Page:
Document Type

Article

Department

Community Health Sciences; Diabetes/Endocrinology and Metabolism

Abstract

Background: The associations between the extent of forced expiratory volume in 1 s (FEV1) impairment and mortality, incident cardiovascular disease, and respiratory hospitalisations are unclear, and how these associations might vary across populations is unknown.
Methods: In this international, community-based cohort study, we prospectively enrolled adults aged 35-70 years who had no intention of moving residences for 4 years from rural and urban communities across 17 countries. A portable spirometer was used to assess FEV1. FEV1 values were standardised within countries for height, age, and sex, and expressed as a percentage of the country-specific predicted FEV1 value (FEV1%). FEV1% was categorised as no impairment (FEV1% ≥0 SD from country-specific mean), mild impairment (FEV1% -1 SD), moderate impairment (FEV1% 1%
Findings: Among 126 359 adults with acceptable spirometry data available, during a median 7·8 years (IQR 5·6-9·5) of follow-up, 5488 (4·3%) deaths, 5734 (4·5%) cardiovascular disease events, and 1948 (1·5%) respiratory hospitalisation events occurred. Relative to the no impairment group, mild to severe FEV1% impairments were associated with graded increases in mortality (HR 1·27 [95% CI 1·18-1·36] for mild, 1·74 [1·60-1·90] for moderate, and 2·54 [2·26-2·86] for severe impairment), cardiovascular disease (1·18 [1·10-1·26], 1·39 [1·28-1·51], 2·02 [1·75-2·32]), and respiratory hospitalisation (1·39 [1·24-1·56], 2·02 [1·75-2·32], 2·97 [2·45-3·60]), and this pattern persisted in subgroup analyses considering country income level and various baseline risk factors. Population-attributable risk for mortality (adjusted for age, sex, and country income) from mildly to moderately reduced FEV1% (24·7% [22·2-27·2]) was larger than that from severely reduced FEV1% (3·7% [2·1-5·2]) and from tobacco use (19·7% [17·2-22·3]), previous cardiovascular disease (5·5% [4·5-6·5]), and hypertension (17·1% [14·6-19·6]). Population-attributable risk for cardiovascular disease from mildly to moderately reduced FEV1 was 17·3% (14·8-19·7), second only to the contribution of hypertension (30·1% [27·6-32·5]).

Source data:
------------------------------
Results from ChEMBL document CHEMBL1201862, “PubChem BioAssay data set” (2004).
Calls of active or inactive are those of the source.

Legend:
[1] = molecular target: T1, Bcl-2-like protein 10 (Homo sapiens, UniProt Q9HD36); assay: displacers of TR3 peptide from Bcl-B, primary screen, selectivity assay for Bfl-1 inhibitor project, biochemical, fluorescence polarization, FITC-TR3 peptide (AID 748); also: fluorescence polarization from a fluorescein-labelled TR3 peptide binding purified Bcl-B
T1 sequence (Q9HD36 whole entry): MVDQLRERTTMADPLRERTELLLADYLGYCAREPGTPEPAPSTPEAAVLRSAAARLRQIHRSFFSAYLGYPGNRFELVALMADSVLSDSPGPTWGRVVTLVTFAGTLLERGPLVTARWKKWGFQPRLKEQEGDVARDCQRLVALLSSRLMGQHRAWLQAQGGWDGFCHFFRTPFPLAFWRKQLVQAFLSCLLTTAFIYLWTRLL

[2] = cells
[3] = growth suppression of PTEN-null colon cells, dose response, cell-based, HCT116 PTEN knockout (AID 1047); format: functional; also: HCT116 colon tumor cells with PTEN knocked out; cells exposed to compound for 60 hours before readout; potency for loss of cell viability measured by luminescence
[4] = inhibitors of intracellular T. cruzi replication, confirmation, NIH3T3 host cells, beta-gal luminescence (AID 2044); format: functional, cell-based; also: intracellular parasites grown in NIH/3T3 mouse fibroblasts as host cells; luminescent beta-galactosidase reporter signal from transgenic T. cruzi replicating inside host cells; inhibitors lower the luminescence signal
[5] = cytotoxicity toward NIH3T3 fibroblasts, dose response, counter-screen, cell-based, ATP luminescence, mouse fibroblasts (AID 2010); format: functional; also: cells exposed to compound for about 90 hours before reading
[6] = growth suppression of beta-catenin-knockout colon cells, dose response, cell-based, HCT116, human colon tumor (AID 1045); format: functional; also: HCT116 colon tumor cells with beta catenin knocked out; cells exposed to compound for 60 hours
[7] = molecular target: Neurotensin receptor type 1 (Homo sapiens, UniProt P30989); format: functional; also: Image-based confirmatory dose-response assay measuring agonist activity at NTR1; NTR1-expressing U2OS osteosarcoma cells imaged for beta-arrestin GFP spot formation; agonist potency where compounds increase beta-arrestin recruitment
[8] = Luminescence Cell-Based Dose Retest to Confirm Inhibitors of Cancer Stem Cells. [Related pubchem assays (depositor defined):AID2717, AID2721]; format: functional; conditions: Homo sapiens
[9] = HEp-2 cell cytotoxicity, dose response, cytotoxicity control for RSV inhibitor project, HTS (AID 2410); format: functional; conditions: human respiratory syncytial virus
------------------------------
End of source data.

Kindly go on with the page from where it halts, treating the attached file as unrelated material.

Interpretation: FEV1 is an independent and generalisable predictor of mortality, cardiovascular disease, and respiratory hospitalisation, even across the clinically normal range (mild to moderate impairment).

Publication

Lancet Global Health

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